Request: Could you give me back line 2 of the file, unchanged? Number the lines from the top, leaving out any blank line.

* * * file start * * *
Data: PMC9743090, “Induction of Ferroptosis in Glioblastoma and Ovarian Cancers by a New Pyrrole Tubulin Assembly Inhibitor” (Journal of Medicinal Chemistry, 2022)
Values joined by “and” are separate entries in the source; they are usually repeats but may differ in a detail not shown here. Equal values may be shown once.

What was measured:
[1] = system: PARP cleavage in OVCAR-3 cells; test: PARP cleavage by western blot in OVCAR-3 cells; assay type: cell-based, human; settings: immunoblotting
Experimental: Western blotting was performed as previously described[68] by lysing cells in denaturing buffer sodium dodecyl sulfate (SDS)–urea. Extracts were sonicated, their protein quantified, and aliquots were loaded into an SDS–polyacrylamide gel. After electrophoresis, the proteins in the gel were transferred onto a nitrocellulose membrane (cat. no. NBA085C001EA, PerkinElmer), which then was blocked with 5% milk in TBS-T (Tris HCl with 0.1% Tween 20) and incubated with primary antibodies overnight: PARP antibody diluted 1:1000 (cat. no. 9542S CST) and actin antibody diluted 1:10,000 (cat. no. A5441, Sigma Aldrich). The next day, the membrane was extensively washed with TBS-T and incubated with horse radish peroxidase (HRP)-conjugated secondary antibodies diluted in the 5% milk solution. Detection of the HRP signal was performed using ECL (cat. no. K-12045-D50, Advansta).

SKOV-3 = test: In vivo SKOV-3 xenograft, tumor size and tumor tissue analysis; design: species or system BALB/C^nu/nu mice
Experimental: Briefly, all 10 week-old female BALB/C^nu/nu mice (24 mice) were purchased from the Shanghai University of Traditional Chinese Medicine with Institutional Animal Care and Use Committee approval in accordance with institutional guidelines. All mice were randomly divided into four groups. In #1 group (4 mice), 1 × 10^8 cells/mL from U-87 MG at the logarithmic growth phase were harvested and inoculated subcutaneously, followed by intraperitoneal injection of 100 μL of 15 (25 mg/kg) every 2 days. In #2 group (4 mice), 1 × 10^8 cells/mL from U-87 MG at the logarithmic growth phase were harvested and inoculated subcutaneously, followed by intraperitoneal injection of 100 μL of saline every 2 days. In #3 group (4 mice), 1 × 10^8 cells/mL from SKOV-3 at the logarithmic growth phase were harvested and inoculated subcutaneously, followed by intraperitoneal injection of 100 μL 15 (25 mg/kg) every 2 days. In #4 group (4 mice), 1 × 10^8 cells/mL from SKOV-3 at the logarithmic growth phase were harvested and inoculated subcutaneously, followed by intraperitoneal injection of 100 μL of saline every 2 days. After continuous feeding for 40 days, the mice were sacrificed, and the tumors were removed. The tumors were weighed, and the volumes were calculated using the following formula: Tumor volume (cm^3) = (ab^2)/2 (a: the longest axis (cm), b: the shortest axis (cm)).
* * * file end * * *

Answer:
Values joined by “and” are separate entries in the source; they are usually repeats but may differ in a detail not shown here. Equal values may be shown once.